[swift-evolution] [Proposal] Random Unification
gparker at apple.com
Sat Dec 2 19:02:01 CST 2017
> On Dec 2, 2017, at 1:09 PM, Xiaodi Wu via swift-evolution <swift-evolution at swift.org> wrote:
> On Sat, Dec 2, 2017 at 6:00 AM, Brent Royal-Gordon <brent at architechies.com <mailto:brent at architechies.com>> wrote:
>> On Dec 1, 2017, at 10:37 PM, Xiaodi Wu via swift-evolution <swift-evolution at swift.org <mailto:swift-evolution at swift.org>> wrote:
>> That said, I am not sure that this proposal should give any pretense of being suitable for cryptographic use. On implementation, the code will not have been audited for that purpose, although the author very rightly attempts to use the "best" possible sources of entropy available for each platform. Perhaps explicitly _not_ supporting cryptographic operations is the more Swifty way to go (in the sense that, where possible, Swift API design aims to help users avoid footguns).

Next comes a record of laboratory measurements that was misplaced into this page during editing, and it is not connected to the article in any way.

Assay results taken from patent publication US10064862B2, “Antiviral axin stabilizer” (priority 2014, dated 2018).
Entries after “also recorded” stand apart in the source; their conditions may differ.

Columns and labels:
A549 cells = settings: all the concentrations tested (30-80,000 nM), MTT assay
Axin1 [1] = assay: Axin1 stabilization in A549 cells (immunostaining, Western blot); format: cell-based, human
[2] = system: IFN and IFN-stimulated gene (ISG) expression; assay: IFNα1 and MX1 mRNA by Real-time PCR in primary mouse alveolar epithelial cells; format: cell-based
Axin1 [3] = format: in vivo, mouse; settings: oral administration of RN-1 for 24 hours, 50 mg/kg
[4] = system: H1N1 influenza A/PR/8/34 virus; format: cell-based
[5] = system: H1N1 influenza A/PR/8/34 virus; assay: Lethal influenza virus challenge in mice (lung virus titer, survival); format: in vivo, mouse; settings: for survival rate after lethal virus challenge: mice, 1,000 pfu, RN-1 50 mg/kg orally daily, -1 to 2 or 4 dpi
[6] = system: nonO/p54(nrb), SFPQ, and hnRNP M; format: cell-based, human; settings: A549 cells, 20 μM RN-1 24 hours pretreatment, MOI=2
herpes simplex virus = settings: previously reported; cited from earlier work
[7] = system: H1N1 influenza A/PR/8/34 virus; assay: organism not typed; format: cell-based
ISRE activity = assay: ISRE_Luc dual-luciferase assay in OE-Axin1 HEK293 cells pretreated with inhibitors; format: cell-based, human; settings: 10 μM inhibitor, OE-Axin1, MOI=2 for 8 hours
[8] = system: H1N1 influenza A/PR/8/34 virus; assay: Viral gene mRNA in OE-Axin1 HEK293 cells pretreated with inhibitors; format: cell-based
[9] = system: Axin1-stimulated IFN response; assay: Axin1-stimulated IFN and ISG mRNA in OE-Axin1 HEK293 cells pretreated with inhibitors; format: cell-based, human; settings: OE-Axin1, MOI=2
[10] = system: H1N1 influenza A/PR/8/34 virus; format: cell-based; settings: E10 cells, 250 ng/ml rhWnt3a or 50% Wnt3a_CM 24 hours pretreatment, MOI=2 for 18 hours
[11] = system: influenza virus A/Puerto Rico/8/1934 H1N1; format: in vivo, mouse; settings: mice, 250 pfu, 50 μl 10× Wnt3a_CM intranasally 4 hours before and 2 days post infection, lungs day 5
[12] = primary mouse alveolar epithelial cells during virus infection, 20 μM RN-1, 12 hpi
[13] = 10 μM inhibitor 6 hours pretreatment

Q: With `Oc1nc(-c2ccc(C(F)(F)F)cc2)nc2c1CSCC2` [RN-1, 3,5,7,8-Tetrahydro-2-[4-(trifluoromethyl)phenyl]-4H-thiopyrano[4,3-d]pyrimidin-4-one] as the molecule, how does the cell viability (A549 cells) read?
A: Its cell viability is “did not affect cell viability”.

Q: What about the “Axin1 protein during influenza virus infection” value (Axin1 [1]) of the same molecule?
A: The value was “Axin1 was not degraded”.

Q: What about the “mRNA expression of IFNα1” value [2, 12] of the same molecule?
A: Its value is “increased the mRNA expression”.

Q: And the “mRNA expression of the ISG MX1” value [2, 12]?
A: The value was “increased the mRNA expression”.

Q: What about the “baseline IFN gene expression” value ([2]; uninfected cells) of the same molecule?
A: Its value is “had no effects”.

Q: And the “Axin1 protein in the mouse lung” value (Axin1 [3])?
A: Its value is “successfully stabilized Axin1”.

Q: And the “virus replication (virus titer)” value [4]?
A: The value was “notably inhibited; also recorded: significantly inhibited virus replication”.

> People will use it for crypto whether we want them to or not.
> People are going to do all sorts of unanticipated things, sure. But this doesn't mean that we shouldn't consider how we may best encourage users to avoid _unintentional_ common pitfalls.
> There are options to explore here. Consider, for example--and I'm not suggesting that we be this verbose, but it is illustrative of the trade-offs which are possible to keep in mind--if certain methods were very clear that the result is *pseudorandom* and potentially *insecure*: `(0..<9).insecurePseudorandomElement`. Clearly, fewer people would use this method for crypto.
But what *should* they use instead of our API? The OS-provided CSPRNG is almost certainly going to be the most secure thing available in the absence of specialized hardware. We should not deliberately scare users away from our API if there is nothing better on offer.
Greg Parker gparker at apple.com Runtime Wrangler
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